Forum: Mongrel Unix Domain Sockets + Fork for improved scalability

585a895773834b0c609e90615a31d0ae?d=identicon&s=25 Brian Weaver (Guest)
on 2008-05-06 05:38
(Received via mailing list)
Hello All,

Ticket #30 (http://mongrel.rubyforge.org/ticket/30)  has a set of
changes to mongrel that I've written on behalf of
my employer, Raritan Computer, Inc. Also, these changes are released
under the existing Ruby license used for Mongrel.

Raritan is using mongrel internally for product development and was
not able to get the level of scalability desired due to limitations
Mongrel/Rails/Ruby. In particular the single threaded nature of
processing rails request is a serious bottleneck when one or more long
running requests could occur. Originally we used mongrel cluster to
spin up a small number of mongrel rails instance; Apache mod_proxy was
used to hand off requests to the various instances of mongrel.

Unfortunately a long running request could cause our entire web
application to "hang".  As these requests are being processing one or
more mongrel instances continued to accept and enqueue new connections
it can't immediately service.

Mongrel cluster didn't provide any features for dynamically sizing the
number of mongrel_rails instances necessary to keep the application
running smoothly. Also, mongrels nature of continuing to enqueue
connections while processing a long running request was a problem for
our application. In essence we needed a smarter mongrel that would
know which instances of a "cluster" were busy or free; if none were
free then it should spin up a new instance.

The attached patch does just that. It's definitely tailored for a Unix
derivative platform and depends on the functionality of the UNIXSocket
class to pass file descriptors between instances. It works in a
master-slave type of server setup. The "master" is the initial
instance of mongrel rails which goes through its normal initialization
gyrations before forking mulitple "slave" instances to do the actual
rails processing. The server listens on the defined TCP/IP address and
port accepting request (from Apache in our case), determines which
child if any is available, and then hands off the file descriptor for
processing.

The number of children can dynamically grow and shrink depending on
how busy the application is being kept. The patch has fixed our issue
with having long running requests hang the web application.

The patch isn't without any warts. Due to the way that mongrel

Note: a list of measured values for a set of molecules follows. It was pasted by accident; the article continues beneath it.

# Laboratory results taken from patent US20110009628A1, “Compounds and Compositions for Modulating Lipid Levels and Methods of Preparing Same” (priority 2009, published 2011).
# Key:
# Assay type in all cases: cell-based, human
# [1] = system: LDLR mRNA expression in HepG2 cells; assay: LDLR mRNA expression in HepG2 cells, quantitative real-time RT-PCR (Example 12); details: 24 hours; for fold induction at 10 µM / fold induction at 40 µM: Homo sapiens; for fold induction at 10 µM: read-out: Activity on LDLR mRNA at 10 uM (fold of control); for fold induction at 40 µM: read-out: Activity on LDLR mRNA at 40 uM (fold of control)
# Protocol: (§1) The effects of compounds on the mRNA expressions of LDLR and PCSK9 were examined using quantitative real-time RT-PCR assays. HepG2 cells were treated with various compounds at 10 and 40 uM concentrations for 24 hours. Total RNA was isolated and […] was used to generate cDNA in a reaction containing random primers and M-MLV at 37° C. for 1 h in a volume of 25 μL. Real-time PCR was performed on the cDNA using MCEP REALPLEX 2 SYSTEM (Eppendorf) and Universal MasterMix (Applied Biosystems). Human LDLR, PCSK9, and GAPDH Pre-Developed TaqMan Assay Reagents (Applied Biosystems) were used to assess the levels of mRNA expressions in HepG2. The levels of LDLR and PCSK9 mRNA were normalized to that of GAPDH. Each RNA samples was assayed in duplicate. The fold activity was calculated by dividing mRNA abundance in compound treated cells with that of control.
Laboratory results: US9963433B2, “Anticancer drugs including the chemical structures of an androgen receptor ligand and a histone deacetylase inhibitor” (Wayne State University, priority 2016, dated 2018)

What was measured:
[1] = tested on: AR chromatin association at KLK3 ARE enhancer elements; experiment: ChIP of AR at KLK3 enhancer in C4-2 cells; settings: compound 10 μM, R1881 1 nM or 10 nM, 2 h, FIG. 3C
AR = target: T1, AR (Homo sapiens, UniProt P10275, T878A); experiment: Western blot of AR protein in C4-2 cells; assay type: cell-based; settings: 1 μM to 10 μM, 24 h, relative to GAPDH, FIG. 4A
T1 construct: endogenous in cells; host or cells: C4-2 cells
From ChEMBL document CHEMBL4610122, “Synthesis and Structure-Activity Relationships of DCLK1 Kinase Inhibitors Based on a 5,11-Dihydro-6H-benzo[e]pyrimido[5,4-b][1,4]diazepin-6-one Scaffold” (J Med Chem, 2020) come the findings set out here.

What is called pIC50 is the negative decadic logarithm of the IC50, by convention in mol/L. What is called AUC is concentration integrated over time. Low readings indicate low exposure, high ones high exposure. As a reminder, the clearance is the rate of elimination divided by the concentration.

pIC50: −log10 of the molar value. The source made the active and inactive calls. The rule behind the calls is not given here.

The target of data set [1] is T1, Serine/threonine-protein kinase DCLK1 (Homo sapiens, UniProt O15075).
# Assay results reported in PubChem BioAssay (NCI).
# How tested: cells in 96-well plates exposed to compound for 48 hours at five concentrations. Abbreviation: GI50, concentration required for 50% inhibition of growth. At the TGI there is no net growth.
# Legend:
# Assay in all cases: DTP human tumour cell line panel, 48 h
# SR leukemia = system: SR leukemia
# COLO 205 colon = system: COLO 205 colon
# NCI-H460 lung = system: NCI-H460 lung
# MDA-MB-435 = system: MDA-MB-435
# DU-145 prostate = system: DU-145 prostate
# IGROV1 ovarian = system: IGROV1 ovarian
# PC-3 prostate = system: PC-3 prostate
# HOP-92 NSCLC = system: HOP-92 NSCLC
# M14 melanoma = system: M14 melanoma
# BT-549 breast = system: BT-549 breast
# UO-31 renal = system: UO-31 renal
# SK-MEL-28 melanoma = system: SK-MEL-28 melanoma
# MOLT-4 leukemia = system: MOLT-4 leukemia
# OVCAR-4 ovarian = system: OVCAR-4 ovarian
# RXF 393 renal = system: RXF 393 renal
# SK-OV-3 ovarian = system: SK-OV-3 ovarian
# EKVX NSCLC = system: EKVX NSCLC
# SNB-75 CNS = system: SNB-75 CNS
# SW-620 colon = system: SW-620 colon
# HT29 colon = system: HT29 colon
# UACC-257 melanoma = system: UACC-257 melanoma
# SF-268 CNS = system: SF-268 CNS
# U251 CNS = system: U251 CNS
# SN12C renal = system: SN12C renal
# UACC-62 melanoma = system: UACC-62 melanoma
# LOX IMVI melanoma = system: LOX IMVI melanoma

preforms initialization I found it difficult to follow the startup
logic. Because of the convoluted
contortions that occur during startup I was unable to
make deeper changes due to time constraints which means that the
following problem exists.

* If you start the server as root and the configuration causes a
setuid/setgid call to a non-root user then during shutdown mongrel may
not be able to remove its pid file.

I'm not aware of any other lurking problem, but I wouldn't be
surprised if one or more exists.

If you have any further question just send me a note or post to the
list. I'll stay subscribed for a few weeks at least. Also, for the
maintainers: I've added a copyright notice for Raritan Computer on
those files that had extensive changes. I believe that is the correct
way to handle major changes, let me know if I'm incorrect in my
understanding.

Enjoy

-- Brian Weaver

*sigh* here is the rest of the text I'm required to include

THIS SOFTWARE IS PROVIDED "AS IS" AND WITHOUT ANY EXPRESS OR IMPLIED
WARRANTIES, INCLUDING, WITHOUT LIMITATION, THE IMPLIED WARRANTIES OF
MERCHANTABILITY AND FITNESS FOR A PARTICULAR PURPOSE.



--

/* insert witty comment here */
6076c22b65b36f5d75c30bdcfb2fda85?d=identicon&s=25 Ezra Zygmuntowicz (Guest)
on 2008-05-06 07:07
(Received via mailing list)
Hey Brian-

  This is pretty kick ass, I'll definitely take a look.

-Ezra
585a895773834b0c609e90615a31d0ae?d=identicon&s=25 Brian Weaver (Guest)
on 2008-05-06 07:39
(Received via mailing list)
Thanks....

I was just reviewing the patch and I've notice several spelling errors
(and grammar problems) in my log messages that need to be fixed. Also,
there isn't any logic handling any kind of IO error on the TCP Server
socket for the UnixDispatchServer. That could be a problem, but I
don't really expect any IO errors on the actual TCP socket for
accepting incoming request from Apache (mod_proxy).

I'll try to review the code changes again after I get some sleep (I
really should have been in bed hours ago) and submit a new patch with
any fixes that I make; cosmetic or otherwise.

-- Weave